Okay, so I might be giving away some trade secrets here, but photography isn’t rocket science.
You DON’T need a big swanky camera to take great pictures of your kids, and in fact, the bigger and more cumbersome it is, the more your wrist will ache. Mine does, and it means that I don’t want to carry it around with me all the time, which in turn means that I may often miss that gorgeous shot of my kids doing something goofy and cute.
There are a few golden guides to giving your photos that extra sparkle.
If you’re indoors, try to coax your child close to the window (have the window behind you or to your side) so you can use natural light instead of your flash. The result will be that the whole scene will be flooded with a soft light, intead of that harsh flash which makes skin look pale & pasty and anything in background dark and dingy. Flash also gives your child ‘spawn of the devil’ eyes, which although you may feel like your child really is spawn of the devil sometimes, you don’t want them looking that way! Red eye reduction flash never really works, particularly as the pre-flashes tend to mislead the child into thinking you’ve already taken the picture and have scarpered by the time the shutter actually clicks!
If it’s dark inside, you should be able to increase the ISO setting on your camera which basically means that the camera becomes more sensitive to light, and you can take non-flash pictures in darker surroundings.
If you’re outside, try to position your child side-on to the sun, out of direct sunlight. That way they won’t be squinting into the bright light, and the light coming in from the side gives lovely contours to their face and a feeling of depth to the photos. Also, photographing in the bright midday sun can cast harsh shadows across faces, so try to take your photos in the much softer early morning or afternoon sunshine. In fact, here in England we are blessed (!) with frequent cloud, which conveniently solves our problem of harsh shadows from the sun, one upside of our climate!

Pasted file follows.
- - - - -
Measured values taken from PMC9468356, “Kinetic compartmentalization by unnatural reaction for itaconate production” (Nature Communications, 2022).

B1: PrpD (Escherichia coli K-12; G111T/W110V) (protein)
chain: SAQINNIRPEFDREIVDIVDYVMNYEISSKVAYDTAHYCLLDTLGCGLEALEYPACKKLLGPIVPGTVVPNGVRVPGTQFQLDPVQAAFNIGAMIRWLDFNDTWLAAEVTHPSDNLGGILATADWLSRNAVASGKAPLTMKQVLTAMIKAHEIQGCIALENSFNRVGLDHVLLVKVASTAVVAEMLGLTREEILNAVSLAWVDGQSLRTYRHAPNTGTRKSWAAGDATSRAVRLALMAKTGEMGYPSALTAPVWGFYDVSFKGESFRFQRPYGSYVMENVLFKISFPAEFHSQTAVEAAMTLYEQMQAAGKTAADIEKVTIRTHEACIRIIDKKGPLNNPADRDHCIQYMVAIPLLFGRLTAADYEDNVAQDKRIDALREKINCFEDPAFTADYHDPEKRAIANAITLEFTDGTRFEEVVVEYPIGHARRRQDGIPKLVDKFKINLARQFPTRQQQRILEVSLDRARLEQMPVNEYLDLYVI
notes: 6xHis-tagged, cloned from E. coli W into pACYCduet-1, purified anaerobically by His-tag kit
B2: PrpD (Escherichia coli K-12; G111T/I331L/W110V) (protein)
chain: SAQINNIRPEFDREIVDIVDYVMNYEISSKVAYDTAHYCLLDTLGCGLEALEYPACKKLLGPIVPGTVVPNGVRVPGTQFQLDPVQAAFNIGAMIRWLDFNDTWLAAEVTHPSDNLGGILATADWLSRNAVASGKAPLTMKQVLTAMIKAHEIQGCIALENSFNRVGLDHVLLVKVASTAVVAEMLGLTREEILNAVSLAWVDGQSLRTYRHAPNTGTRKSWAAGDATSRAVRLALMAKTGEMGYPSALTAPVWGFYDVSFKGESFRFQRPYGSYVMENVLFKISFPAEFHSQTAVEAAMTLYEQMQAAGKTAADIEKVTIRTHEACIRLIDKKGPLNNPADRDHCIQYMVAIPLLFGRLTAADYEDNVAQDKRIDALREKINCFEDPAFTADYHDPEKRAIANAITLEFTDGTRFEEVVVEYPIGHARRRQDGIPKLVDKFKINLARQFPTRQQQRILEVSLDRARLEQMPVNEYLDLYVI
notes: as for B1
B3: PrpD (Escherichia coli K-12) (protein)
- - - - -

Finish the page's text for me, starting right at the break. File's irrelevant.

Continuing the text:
If you’re using a compact camera, try to press the button just before you think you need to. There is usually a slight delay before the photo is actually taken, which can make the difference between a lightning-fast small person being on one side of the room or the other – and you’ll have missed that magic moment. Try to anticipate it before it happens.
If you’re photographing babies or toddlers, always make sure they are well fed & rested before you start taking photos. Grumpy, uncooperative kids do not equal shiny, happy photos. I know I’m grumpy and uncooperative when I’m tired and hungry, just ask my husband.
Lastly, try to discourage your child from the ‘say cheese’ style of photo. Ask a child to smile and you usually get some kind of gurning that might look amusing, but it’s an unnatural smile and doesn’t put any of their personality into the picture. Try telling them a joke instead, or poking them with a tickle stick, you’ll get a much more natural reaction.
If in doubt, hire a professional photographer to do the job for you. That way you get to be in the pictures too!!!!